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Need There Be a Problem of Induction?

Published online by Cambridge University Press:  01 January 2020

Harold I. Brown*
Affiliation:
Northern Illinois University

Extract

The problem of induction has long been one of the central problems of empiricist epistemology. There are two main versions of this problem: to justify a strictly universal statement on the basis of a finite set of singular statements and to justify a new singular statement on the basis of some finite set of accepted singular statements. In both cases it is assumed that we have a set of singular statements with which to begin and that these singular statements are, somehow, provided by observation; neither of these assumptions will be disputed in this paper. But there is another assumption without which there might well be no problem of induction:

A. Any synthetic statement which is to be accepted as known must be justified on the basis of observation.

It is only because philosophers assume A that they are faced with the problem of showing how we can infer from statements which have been justified by observation to others which have not. It is this assumption which will concern us here, for if there are no adequate grounds for accepting A, the problem of induction may not arise at all.

Type
Research Article
Copyright
Copyright © The Authors 1978

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References

1 Hume, David A Treatise of Human Nature, ed. Selby-Bigge, L.A. (Oxford: Oxford University Press, 1888), p. 3.Google Scholar

2 Ibid., pp. 3–4.

3 Hume, David An Enquiry Concerning Human Understanding, ed., Selby-Bigge, L.A. (Oxford: Oxford University Press, 1902), p.19Google Scholar

4 Ibid.

5 Ibid., p. 20.

6 Ibid., pp. 20–21.

7 Note that a solution to the problem of induction is necessary for the acceptance of A but not sufficient. Given a solution to the problem of induction, A might not follow inductively from the available premises.

8 This last clause is necessary since if no alternative epistemology were available it would be reasonable to carry out research in terms of A no matter how shaky its foundations. And if all available alternatives were also reflexively inconsistent, there might be no grounds for abandoning A in favor of some other principle.

9 Cf. Brown, Harold I.Problem Changes in Science and Philosophy,” Metaphilosophy 6 (1975), pp. 177-92.CrossRefGoogle Scholar

10 The last point applies to all of the theories we will examine, so that we will ignore induction from singular propositions to singular propositions for the remainder of this paper.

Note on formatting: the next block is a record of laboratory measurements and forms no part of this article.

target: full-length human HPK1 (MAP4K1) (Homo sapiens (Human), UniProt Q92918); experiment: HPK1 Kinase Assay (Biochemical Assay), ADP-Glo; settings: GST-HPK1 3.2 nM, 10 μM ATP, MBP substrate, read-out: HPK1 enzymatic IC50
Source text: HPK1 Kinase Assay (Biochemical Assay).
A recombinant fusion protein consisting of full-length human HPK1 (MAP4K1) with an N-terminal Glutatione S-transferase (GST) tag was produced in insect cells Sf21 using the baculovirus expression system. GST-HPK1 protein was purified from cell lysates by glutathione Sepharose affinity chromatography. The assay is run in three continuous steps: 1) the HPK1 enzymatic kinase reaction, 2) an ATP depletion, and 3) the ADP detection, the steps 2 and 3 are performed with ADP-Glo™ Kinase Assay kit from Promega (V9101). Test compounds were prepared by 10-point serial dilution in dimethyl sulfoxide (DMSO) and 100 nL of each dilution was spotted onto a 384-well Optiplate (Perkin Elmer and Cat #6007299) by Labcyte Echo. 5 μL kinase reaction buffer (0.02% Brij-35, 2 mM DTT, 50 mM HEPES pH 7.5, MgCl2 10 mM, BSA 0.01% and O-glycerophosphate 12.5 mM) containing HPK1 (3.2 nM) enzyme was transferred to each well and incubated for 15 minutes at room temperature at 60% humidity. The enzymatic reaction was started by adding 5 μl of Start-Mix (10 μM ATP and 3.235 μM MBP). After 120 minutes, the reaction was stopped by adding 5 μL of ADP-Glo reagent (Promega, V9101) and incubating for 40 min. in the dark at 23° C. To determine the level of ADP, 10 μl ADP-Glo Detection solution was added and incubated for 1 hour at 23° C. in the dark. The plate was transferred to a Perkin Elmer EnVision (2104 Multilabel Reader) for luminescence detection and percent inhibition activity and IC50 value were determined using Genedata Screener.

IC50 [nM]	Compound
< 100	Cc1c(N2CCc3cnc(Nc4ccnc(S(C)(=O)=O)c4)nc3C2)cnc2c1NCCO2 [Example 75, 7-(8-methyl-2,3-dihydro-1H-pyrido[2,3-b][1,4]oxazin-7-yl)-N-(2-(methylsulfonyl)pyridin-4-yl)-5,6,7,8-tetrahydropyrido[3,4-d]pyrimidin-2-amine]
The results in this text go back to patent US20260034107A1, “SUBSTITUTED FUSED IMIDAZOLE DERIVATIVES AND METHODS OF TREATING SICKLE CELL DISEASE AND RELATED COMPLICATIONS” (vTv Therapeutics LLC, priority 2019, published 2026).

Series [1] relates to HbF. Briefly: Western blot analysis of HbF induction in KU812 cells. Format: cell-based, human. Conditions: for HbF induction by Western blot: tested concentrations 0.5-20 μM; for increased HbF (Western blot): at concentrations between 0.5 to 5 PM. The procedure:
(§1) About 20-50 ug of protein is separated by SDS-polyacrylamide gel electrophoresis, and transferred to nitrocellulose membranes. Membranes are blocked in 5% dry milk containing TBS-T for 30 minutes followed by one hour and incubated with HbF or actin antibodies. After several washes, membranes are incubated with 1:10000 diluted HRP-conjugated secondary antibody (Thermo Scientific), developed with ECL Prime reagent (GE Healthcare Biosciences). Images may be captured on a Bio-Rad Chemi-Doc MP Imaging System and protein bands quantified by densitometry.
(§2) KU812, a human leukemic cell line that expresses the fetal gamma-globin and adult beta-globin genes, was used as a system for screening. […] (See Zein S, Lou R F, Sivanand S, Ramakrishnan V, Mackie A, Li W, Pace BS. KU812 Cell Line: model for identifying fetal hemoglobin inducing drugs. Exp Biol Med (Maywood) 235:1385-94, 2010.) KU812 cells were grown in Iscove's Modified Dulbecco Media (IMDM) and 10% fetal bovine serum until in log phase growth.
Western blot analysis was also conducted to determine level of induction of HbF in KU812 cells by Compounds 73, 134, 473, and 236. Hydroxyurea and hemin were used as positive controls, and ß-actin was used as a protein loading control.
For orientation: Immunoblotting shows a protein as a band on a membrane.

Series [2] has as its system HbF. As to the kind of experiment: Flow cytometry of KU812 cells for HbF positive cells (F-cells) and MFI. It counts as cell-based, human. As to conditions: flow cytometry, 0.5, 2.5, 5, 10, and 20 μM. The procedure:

11 Cf. Popper, Karl R. Objective Knowledge (Oxford: Oxford University Press, 1972),Google Scholar chap. 1.

12 Popper, Karl R. The Open Society and Its Enemies (Princeton: Princeton University Press, 1971 ), vol. 2, p. 378.Google Scholar

13 Post, John F.Paradox in Critical Rationalism and Related Theories,” Philosophical Forum 3 (1971). pp. 27–61.Google Scholar Post is concerned with the rationality of critical rationalism given its own standards of rationality. Since the issues of rationality and acceptability are intimately related but not identical, it has been necessary to make some minor alterations in adapting Post's argument to our present purposes.

14 For a considerably more detailed defense of these two premises see pp. 40–42 of Post, op.cit.

15 While Lakatos would undoubtedly have objected to being associated with Kuhn in this way, I find no basis in Lakatos's writings for such an objection—nor does Kuhn. Cf. Kuhn, Thomas S.Notes on Lakatos,” Boston Studies in the Philosophy of Science, Vol. 8, ed. Buck, R. C. and Cohen, R. S. (Dordrecht: D. Reidel Publishing Company, 1971), p. 137.Google Scholar

16 This is not the only source; research problems are also provided by the accepted theory itself. Cf. Kuhn, Thomas S. The Structure of Scientific Revolutions, second edition (Chicago: University of Chicago Press, 1970), pp.3034,Google Scholar and Lakatos, lmreFalsification and the Methodology of Scientific Research Programmes,” Criticism and the Growth of Knowledge, ed. Lakatos, I. and Musgrave, A. (Cambridge: Cambridge University Press, 1970), pp. 134-38.CrossRefGoogle Scholar

17 I have discussed these problems at some length in Perception, Theory, and Commitment (Chicago: Precedent Publishing Inc., 1977).

18 Kuhn, Structure of Scientific Revolutions, p. 10.

19 I have examined the epistemic status of such principles in “Paradigmatic Propositions,” American Philosophical Quarterly 12 (1975), pp.85-90.